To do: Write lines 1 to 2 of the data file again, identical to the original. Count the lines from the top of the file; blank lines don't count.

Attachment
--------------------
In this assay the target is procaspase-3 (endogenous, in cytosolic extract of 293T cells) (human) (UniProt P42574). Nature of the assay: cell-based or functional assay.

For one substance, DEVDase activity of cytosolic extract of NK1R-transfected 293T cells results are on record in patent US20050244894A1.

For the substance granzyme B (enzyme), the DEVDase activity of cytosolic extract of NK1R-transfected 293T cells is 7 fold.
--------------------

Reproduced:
In this assay the target is procaspase-3 (endogenous, in cytosolic extract of 293T cells) (human) (UniProt P42574). Nature of the assay: cell-based or functional assay.

For one substance, DEVDase activity of cytosolic extract of NK1R-transfected 293T cells results are on record in patent US20050244894A1.